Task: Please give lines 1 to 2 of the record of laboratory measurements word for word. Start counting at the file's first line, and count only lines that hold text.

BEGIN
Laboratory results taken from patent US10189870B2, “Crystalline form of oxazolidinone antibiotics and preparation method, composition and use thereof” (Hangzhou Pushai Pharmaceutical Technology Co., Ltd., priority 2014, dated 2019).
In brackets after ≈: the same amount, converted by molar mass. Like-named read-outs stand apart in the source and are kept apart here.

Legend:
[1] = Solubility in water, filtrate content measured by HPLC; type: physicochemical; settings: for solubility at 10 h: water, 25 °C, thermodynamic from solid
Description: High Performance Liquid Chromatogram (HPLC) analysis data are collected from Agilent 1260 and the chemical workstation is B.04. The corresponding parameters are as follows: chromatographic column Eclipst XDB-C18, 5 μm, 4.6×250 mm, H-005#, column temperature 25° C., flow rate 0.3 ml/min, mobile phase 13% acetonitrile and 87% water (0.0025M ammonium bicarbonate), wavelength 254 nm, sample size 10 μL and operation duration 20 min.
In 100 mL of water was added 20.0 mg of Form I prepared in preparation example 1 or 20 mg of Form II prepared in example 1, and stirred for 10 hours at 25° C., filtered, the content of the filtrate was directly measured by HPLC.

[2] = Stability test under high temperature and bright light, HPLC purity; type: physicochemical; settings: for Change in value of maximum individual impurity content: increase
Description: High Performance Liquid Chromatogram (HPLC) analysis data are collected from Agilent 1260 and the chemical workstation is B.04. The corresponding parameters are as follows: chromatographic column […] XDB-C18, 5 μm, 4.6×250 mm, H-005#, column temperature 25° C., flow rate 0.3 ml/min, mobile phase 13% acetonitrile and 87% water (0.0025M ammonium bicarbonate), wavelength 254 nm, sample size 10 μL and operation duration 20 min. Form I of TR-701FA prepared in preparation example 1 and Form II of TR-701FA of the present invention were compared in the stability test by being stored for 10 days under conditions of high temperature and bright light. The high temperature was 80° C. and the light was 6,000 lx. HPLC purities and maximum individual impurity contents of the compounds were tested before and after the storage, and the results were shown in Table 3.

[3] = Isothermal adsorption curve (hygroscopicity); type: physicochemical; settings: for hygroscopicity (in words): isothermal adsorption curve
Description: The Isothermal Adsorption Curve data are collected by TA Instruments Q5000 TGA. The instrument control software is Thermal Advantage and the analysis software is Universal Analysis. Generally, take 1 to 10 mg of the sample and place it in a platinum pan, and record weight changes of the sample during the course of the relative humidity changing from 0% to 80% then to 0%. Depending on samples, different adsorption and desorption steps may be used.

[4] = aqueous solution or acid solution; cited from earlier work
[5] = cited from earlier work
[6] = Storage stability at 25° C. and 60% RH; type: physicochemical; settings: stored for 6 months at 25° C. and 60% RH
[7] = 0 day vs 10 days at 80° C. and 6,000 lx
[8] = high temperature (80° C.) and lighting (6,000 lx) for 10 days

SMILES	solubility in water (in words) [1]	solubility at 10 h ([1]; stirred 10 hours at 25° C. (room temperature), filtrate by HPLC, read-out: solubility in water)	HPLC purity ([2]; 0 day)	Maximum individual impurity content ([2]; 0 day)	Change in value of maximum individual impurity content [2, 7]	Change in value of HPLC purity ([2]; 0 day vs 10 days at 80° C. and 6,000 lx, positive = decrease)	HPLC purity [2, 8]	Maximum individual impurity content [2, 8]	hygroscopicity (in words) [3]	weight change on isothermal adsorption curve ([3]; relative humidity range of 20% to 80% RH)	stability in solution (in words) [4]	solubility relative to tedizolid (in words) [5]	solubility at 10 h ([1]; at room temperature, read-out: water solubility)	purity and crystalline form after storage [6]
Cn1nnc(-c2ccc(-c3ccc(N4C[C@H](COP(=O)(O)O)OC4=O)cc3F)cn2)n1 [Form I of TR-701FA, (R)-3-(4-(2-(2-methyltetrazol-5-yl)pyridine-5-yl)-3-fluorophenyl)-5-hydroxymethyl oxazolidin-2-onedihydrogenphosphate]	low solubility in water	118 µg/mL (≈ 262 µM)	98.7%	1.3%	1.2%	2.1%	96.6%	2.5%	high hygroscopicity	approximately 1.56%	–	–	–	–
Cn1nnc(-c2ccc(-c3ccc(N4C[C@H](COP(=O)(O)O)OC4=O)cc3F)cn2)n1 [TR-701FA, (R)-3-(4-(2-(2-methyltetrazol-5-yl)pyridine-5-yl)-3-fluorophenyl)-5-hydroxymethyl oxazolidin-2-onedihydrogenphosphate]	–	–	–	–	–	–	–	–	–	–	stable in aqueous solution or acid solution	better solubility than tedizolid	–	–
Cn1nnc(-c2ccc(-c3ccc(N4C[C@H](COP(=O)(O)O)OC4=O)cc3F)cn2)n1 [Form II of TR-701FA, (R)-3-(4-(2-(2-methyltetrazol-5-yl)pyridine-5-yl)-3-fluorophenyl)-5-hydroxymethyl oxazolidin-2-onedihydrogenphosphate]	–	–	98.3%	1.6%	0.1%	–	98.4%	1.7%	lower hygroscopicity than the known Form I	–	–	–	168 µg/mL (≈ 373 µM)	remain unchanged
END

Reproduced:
Laboratory results taken from patent US10189870B2, “Crystalline form of oxazolidinone antibiotics and preparation method, composition and use thereof” (Hangzhou Pushai Pharmaceutical Technology Co., Ltd., priority 2014, dated 2019).
In brackets after ≈: the same amount, converted by molar mass. Like-named read-outs stand apart in the source and are kept apart here.